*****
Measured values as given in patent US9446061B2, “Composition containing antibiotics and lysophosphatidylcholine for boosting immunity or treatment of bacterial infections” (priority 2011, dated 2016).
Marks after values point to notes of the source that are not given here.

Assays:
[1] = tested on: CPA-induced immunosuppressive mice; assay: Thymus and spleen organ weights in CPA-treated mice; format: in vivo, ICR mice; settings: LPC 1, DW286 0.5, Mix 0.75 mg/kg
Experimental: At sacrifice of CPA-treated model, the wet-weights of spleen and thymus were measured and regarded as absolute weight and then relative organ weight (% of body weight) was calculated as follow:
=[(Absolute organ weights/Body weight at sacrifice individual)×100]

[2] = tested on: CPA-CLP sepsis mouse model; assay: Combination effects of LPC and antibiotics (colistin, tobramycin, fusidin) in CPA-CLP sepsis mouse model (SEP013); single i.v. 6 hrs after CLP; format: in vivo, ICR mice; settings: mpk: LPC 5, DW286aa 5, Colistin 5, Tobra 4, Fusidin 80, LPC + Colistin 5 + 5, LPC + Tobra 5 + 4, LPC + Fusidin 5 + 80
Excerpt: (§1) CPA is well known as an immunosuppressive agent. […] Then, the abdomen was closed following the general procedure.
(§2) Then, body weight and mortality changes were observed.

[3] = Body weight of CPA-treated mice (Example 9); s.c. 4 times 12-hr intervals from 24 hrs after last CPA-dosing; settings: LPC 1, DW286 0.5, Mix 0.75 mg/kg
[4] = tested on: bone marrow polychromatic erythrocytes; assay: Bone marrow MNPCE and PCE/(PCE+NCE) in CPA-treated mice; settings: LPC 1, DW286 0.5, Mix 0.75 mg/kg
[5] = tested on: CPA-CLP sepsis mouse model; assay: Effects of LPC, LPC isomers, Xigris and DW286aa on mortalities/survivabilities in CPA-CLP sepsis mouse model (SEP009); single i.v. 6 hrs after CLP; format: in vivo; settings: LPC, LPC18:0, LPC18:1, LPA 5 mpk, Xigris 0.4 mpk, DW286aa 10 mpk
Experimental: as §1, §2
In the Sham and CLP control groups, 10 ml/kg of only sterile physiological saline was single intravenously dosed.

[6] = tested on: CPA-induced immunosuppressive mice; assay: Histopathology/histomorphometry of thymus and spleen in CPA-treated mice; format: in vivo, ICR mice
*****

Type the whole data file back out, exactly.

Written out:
Measured values as given in patent US9446061B2, “Composition containing antibiotics and lysophosphatidylcholine for boosting immunity or treatment of bacterial infections” (priority 2011, dated 2016).
Marks after values point to notes of the source that are not given here.

Assays:
[1] = tested on: CPA-induced immunosuppressive mice; assay: Thymus and spleen organ weights in CPA-treated mice; format: in vivo, ICR mice; settings: LPC 1, DW286 0.5, Mix 0.75 mg/kg
Experimental: At sacrifice of CPA-treated model, the wet-weights of spleen and thymus were measured and regarded as absolute weight and then relative organ weight (% of body weight) was calculated as follow:
=[(Absolute organ weights/Body weight at sacrifice individual)×100]

[2] = tested on: CPA-CLP sepsis mouse model; assay: Combination effects of LPC and antibiotics (colistin, tobramycin, fusidin) in CPA-CLP sepsis mouse model (SEP013); single i.v. 6 hrs after CLP; format: in vivo, ICR mice; settings: mpk: LPC 5, DW286aa 5, Colistin 5, Tobra 4, Fusidin 80, LPC + Colistin 5 + 5, LPC + Tobra 5 + 4, LPC + Fusidin 5 + 80
Excerpt: (§1) CPA is well known as an immunosuppressive agent. […] Then, the abdomen was closed following the general procedure.
(§2) Then, body weight and mortality changes were observed.

[3] = Body weight of CPA-treated mice (Example 9); s.c. 4 times 12-hr intervals from 24 hrs after last CPA-dosing; settings: LPC 1, DW286 0.5, Mix 0.75 mg/kg
[4] = tested on: bone marrow polychromatic erythrocytes; assay: Bone marrow MNPCE and PCE/(PCE+NCE) in CPA-treated mice; settings: LPC 1, DW286 0.5, Mix 0.75 mg/kg
[5] = tested on: CPA-CLP sepsis mouse model; assay: Effects of LPC, LPC isomers, Xigris and DW286aa on mortalities/survivabilities in CPA-CLP sepsis mouse model (SEP009); single i.v. 6 hrs after CLP; format: in vivo; settings: LPC, LPC18:0, LPC18:1, LPA 5 mpk, Xigris 0.4 mpk, DW286aa 10 mpk
Experimental: as §1, §2
In the Sham and CLP control groups, 10 ml/kg of only sterile physiological saline was single intravenously dosed.

[6] = tested on: CPA-induced immunosuppressive mice; assay: Histopathology/histomorphometry of thymus and spleen in CPA-treated mice; format: in vivo, ICR mice